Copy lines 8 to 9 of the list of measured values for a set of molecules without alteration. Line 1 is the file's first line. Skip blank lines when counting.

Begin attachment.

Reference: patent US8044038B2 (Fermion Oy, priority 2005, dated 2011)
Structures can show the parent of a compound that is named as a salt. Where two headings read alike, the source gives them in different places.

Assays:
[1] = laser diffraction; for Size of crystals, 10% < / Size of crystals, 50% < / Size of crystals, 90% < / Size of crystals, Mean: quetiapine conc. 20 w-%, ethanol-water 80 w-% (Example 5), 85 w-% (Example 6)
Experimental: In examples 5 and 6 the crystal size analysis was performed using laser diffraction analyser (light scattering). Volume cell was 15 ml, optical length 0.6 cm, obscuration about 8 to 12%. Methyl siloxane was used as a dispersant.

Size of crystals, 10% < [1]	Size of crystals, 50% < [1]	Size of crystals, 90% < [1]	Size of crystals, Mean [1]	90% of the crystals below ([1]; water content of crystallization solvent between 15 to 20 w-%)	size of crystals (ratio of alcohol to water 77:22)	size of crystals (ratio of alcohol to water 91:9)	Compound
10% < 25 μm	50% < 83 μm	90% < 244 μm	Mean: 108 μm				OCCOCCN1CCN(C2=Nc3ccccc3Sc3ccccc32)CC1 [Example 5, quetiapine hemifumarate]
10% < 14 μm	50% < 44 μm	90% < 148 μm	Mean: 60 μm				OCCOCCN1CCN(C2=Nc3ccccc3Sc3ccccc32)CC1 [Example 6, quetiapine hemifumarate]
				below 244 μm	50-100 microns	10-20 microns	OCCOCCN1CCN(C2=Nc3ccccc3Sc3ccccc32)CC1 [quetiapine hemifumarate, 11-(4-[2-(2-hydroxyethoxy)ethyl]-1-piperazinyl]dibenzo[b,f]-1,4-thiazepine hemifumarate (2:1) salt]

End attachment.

10% < 14 μm	50% < 44 μm	90% < 148 μm	Mean: 60 μm				OCCOCCN1CCN(C2=Nc3ccccc3Sc3ccccc32)CC1 [Example 6, quetiapine hemifumarate]
				below 244 μm	50-100 microns	10-20 microns	OCCOCCN1CCN(C2=Nc3ccccc3Sc3ccccc32)CC1 [quetiapine hemifumarate, 11-(4-[2-(2-hydroxyethoxy)ethyl]-1-piperazinyl]dibenzo[b,f]-1,4-thiazepine hemifumarate (2:1) salt]